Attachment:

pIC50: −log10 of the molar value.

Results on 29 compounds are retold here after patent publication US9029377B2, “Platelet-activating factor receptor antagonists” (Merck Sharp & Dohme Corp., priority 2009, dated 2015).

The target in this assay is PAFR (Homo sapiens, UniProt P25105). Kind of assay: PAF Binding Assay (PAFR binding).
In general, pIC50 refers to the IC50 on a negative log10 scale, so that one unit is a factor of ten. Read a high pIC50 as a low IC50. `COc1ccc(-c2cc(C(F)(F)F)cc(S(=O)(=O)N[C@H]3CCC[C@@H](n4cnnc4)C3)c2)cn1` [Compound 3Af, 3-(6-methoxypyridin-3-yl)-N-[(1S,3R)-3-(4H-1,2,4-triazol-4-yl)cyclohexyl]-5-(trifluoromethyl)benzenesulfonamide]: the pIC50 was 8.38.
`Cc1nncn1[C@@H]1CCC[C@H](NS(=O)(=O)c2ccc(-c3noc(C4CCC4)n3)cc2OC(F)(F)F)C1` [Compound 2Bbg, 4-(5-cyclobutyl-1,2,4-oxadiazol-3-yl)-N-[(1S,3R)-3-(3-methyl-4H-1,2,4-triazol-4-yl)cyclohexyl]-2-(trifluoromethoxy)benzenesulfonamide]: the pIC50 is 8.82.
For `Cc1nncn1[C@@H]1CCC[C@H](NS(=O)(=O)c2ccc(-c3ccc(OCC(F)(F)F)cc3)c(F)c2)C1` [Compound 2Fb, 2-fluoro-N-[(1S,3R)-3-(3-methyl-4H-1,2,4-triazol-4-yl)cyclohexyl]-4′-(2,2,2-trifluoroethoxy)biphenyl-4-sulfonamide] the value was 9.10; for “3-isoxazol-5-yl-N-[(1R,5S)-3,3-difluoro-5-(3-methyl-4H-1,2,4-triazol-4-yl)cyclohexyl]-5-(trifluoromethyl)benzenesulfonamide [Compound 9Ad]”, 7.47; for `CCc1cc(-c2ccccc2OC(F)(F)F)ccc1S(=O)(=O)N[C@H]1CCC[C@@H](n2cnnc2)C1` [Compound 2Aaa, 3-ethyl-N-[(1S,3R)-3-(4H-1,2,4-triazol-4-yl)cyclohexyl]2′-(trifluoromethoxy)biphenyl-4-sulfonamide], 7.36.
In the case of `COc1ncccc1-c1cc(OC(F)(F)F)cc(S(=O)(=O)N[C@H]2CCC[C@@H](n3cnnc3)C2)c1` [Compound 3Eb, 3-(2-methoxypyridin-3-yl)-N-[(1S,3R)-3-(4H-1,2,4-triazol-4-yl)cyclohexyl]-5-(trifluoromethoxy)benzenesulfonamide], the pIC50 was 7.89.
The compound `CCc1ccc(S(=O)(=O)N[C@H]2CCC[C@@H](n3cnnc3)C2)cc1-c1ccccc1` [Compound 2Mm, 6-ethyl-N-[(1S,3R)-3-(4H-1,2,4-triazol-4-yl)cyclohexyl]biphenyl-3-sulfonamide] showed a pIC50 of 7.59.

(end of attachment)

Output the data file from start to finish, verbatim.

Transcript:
pIC50: −log10 of the molar value.

Results on 29 compounds are retold here after patent publication US9029377B2, “Platelet-activating factor receptor antagonists” (Merck Sharp & Dohme Corp., priority 2009, dated 2015).

The target in this assay is PAFR (Homo sapiens, UniProt P25105). Kind of assay: PAF Binding Assay (PAFR binding).
In general, pIC50 refers to the IC50 on a negative log10 scale, so that one unit is a factor of ten. Read a high pIC50 as a low IC50. `COc1ccc(-c2cc(C(F)(F)F)cc(S(=O)(=O)N[C@H]3CCC[C@@H](n4cnnc4)C3)c2)cn1` [Compound 3Af, 3-(6-methoxypyridin-3-yl)-N-[(1S,3R)-3-(4H-1,2,4-triazol-4-yl)cyclohexyl]-5-(trifluoromethyl)benzenesulfonamide]: the pIC50 was 8.38.
`Cc1nncn1[C@@H]1CCC[C@H](NS(=O)(=O)c2ccc(-c3noc(C4CCC4)n3)cc2OC(F)(F)F)C1` [Compound 2Bbg, 4-(5-cyclobutyl-1,2,4-oxadiazol-3-yl)-N-[(1S,3R)-3-(3-methyl-4H-1,2,4-triazol-4-yl)cyclohexyl]-2-(trifluoromethoxy)benzenesulfonamide]: the pIC50 is 8.82.
For `Cc1nncn1[C@@H]1CCC[C@H](NS(=O)(=O)c2ccc(-c3ccc(OCC(F)(F)F)cc3)c(F)c2)C1` [Compound 2Fb, 2-fluoro-N-[(1S,3R)-3-(3-methyl-4H-1,2,4-triazol-4-yl)cyclohexyl]-4′-(2,2,2-trifluoroethoxy)biphenyl-4-sulfonamide] the value was 9.10; for “3-isoxazol-5-yl-N-[(1R,5S)-3,3-difluoro-5-(3-methyl-4H-1,2,4-triazol-4-yl)cyclohexyl]-5-(trifluoromethyl)benzenesulfonamide [Compound 9Ad]”, 7.47; for `CCc1cc(-c2ccccc2OC(F)(F)F)ccc1S(=O)(=O)N[C@H]1CCC[C@@H](n2cnnc2)C1` [Compound 2Aaa, 3-ethyl-N-[(1S,3R)-3-(4H-1,2,4-triazol-4-yl)cyclohexyl]2′-(trifluoromethoxy)biphenyl-4-sulfonamide], 7.36.
In the case of `COc1ncccc1-c1cc(OC(F)(F)F)cc(S(=O)(=O)N[C@H]2CCC[C@@H](n3cnnc3)C2)c1` [Compound 3Eb, 3-(2-methoxypyridin-3-yl)-N-[(1S,3R)-3-(4H-1,2,4-triazol-4-yl)cyclohexyl]-5-(trifluoromethoxy)benzenesulfonamide], the pIC50 was 7.89.
The compound `CCc1ccc(S(=O)(=O)N[C@H]2CCC[C@@H](n3cnnc3)C2)cc1-c1ccccc1` [Compound 2Mm, 6-ethyl-N-[(1S,3R)-3-(4H-1,2,4-triazol-4-yl)cyclohexyl]biphenyl-3-sulfonamide] showed a pIC50 of 7.59.